I have a much greater understanding of one of the most famous quotes from the 1939 Hollywood spectacular, “The Wizard of Oz”. For I have indeed looked behind the curtain. As a result, rumors fly that I am no longer a member of Gainey Ranch Golf Club. I have received numerous calls and emails asking me if it is true. So allow me to put the rumors to rest. Continue reading “Pay No Attention to that Man Behind the Curtain”
After an immensely successful Inferno Cup season, we reflect on our successes and our failures. When you coordinate nearly a thousand rounds of golf, only the severely delusional would expect perfection. However, in retrospect, we couldn’t have asked for a much higher level of success. Forty-seven golfers endured the heat of summer, monsoon rains, course closures, greens that rolled as true as a basketball bouncing in a mine field, Wednesday, Friday, Saturday and Sunday play and a seemingly endless array of games and match formats – some tried and true, others on the cutting edge and experimental. Despite a few secret expressions of frustration (which were soon forgotten) by the event organizers, how much smoother could a fifty-three round tournament with four dozen golfers have run? We’re proud and pleased with its success. But to make the next Inferno Cup event even more successful, we’re looking back on what could be improved. We’ll keep you posted on what we’ll propose for future improvements. We already know of some that will appeal to nearly everyone.
Discovery Number One – The USGA Handicap System Works, But Only If You Let It.
After spending four years at Gainey Ranch Golf Club, I’ve heard every manner of bitching imaginable when it comes to handicaps. This guy’s cheating; that guy’s cheating. He always wins; I never win. After serving on the Handicap Committee for a couple of years, I discovered that much of the complaining was justified. However, I also learned most golfers truly don’t understand more than about half of the USGA Handicap System. I actually discovered that most of the Handicap Committee members didn’t (and still don’t) fully understand the Handicap System. As much as they pound their chests and boast about what they think they know, the reality is the system has not been properly implemented and applied in recent years. Continue reading “Discoveries in the Laboratory of the Inferno Cup”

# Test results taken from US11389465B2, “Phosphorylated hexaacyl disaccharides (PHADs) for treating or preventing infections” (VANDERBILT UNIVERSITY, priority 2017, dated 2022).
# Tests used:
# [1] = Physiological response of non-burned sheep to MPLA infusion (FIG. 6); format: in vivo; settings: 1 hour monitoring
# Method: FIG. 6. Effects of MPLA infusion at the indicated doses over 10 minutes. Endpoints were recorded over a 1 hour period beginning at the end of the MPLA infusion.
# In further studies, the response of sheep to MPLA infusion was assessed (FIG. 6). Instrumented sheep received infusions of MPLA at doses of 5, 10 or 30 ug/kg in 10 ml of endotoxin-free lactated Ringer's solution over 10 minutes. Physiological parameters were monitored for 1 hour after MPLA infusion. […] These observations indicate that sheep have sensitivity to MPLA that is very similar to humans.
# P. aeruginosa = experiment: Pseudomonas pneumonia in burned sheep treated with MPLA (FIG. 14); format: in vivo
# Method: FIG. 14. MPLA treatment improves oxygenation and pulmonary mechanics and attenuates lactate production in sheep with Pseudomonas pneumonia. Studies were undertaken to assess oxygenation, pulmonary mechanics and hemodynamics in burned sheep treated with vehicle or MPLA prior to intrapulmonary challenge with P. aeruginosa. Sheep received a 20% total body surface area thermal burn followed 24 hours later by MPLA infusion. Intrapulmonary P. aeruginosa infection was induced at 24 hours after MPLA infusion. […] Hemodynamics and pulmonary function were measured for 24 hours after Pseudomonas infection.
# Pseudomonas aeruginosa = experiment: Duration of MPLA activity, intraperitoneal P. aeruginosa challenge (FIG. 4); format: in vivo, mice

Mike Forde, Jason Sample and Sandy Wiener all carded net scores of 68 Wednesday to capture low net honors. Anthony Arvidson won low gross. In the Inferno Cup team game, Arvidson and Rich McGee paired to capture first place by three strokes over Sandy Wiener and Kris Rosser. Skins were plentiful with a dozen holes donating a skin to the field. There was some movement in the standings for the Inferno Cup competition, but the top five contenders maintained their positions.
There are seven Inferno Cup matches remaining before the champion is crowned. Continue reading “T Minus Seven and Counting”
How to Cheat in Golf – Confessions of the Handicap Committee Chairman is a light-hearted treatment of a serious subject. In his discussion of cheating on and off the golf course, author (The Man on the Bench) h. Alton Jones identifies numerous techniques golfers use to game-the-system. In the past, exposing the sandbaggers hasn’t been an easy task. Jones has developed and explains a number of techniques that can make it easier for golfers to identify and expose those who seem to win over and over again while defying the odds. It’s a fast and easy read that will appeal to every golfer who has ever lost a nickel on the course. It makes a great gift for your golfing partner, the Handicap Committee Chairman or the District Attorney.